When I first began teaching yoga, I used essential oils to compliment the experience for the participants; adding a bit of lavender or peppermint gave a nice touch to the class in savasana. A few years later, I began to use lavender and other oils to reduce anxiety, help me sleep, or clear my sinuses. It wasn’t until the last 6 months or so that I really began to get a better connection between oils and my health. dōterra means “gift of the earth” and it truly is a gift. I have done some studying and research on these oils and feel confident in discovering an alternative to the modern medicine where I have endured side effects and not so great success. The simplicity and going back to nature for remedies is a refreshing alternative.

I am so grateful that I have spent the last 9 years waking up and discovering a better me everyday.  Whether it is better in my actions and my words, or simply how I choose to spend my day, I am cultivating the best version of me. No longer closed-minded or making decisions out of fear,  I have found that there is another way and it is really, really exciting.

So here is where the anti-sales pitch comes into play.  Just learn, then choose.  Either way, own it. Own your choice.

If you wanna learn more about the benefits of essential oils, check out, trust me you will be amazed at what two drops of an oil can do for you and your family.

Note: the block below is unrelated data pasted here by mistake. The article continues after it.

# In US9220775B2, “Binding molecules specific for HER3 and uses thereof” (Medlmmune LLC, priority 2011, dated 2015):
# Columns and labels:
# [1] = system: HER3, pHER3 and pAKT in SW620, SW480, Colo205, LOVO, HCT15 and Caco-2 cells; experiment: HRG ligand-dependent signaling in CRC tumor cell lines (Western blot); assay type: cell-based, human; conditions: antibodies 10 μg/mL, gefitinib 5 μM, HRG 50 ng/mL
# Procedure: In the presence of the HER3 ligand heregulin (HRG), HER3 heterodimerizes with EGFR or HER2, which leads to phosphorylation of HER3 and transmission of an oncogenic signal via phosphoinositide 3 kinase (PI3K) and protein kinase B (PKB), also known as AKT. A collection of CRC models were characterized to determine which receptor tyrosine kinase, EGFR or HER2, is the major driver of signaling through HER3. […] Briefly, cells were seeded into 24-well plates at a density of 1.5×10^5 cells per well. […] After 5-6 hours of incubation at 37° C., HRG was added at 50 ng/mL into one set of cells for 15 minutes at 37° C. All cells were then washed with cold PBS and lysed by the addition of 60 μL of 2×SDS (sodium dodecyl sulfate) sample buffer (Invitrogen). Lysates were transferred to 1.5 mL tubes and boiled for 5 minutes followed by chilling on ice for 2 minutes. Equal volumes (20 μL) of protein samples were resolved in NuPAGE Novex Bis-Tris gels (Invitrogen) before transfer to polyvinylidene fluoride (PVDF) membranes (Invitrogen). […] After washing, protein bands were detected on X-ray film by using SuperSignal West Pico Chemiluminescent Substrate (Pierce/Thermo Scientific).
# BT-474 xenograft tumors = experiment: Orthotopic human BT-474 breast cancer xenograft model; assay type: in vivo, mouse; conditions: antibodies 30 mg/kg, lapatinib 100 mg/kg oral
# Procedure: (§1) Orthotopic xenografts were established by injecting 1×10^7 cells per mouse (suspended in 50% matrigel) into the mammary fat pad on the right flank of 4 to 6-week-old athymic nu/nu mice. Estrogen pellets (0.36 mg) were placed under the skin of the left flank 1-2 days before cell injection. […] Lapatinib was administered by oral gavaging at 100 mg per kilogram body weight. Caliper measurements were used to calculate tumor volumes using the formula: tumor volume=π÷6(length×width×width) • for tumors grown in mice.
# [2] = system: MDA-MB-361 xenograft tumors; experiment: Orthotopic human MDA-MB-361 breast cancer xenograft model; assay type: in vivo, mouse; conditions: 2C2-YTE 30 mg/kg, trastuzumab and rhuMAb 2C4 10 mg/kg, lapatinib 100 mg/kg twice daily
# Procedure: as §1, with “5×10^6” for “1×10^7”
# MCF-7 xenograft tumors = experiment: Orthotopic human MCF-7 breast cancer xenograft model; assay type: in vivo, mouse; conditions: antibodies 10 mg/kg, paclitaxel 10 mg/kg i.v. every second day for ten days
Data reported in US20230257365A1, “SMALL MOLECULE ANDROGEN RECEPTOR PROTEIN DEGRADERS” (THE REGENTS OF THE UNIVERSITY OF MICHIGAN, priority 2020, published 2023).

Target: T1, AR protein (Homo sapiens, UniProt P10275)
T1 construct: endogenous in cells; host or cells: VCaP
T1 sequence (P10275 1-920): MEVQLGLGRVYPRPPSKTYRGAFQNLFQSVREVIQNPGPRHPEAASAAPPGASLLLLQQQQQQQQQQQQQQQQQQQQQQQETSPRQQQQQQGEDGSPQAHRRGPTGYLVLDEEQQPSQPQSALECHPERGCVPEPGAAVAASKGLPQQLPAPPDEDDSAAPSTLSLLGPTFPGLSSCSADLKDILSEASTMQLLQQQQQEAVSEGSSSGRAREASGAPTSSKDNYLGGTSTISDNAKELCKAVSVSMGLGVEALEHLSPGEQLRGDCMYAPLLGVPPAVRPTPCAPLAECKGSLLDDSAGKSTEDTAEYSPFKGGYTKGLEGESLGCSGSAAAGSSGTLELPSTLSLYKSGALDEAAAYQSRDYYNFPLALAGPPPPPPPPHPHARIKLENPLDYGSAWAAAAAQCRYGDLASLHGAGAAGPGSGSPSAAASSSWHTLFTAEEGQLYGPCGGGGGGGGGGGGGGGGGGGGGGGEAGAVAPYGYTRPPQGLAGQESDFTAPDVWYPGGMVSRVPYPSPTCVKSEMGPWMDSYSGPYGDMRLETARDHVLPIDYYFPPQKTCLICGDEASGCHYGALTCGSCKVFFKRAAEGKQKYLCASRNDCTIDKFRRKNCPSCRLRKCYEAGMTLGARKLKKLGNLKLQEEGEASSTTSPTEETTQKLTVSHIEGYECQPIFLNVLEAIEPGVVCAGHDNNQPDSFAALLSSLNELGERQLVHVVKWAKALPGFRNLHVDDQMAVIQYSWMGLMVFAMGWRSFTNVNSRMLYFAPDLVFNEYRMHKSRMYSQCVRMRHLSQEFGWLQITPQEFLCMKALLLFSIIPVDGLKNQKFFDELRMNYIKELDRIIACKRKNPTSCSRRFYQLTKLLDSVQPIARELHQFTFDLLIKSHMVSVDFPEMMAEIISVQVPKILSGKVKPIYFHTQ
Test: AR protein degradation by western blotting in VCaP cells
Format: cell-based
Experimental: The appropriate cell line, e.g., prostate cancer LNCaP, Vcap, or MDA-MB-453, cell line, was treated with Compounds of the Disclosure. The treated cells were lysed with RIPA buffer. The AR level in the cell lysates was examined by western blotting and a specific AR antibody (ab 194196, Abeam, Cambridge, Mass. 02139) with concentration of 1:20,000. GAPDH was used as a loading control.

Joyfully ecstatic

Many have asked what I have done in the first few days of my newly discovered freedom.  How does one begin to describe what joyful things I have done?  Mundane to some, joyful to me; organizing cabinets, walking the dog for pleasure not demand, sitting on the porch, pondering life’s big questions, watering my garden, spending time with my favorite girl, and ghastly I even found myself ironing a few shirts. More than the tasks, I have been nurturing me.

In doing this, I have definitely noticed a complete shift in my energy. No longer do I feel like I am carrying the energy sucking leeches on my body.  I have an extraordinary amount of energy and a significant lightness of being. I am joyful, airy, giggly and totally relaxed.  So relaxed that when I mistakenly erased my entire contents of email, I handled it remarkably well.  I even told the lady at the Apple store that since I am practicing non-attachement, it was all good.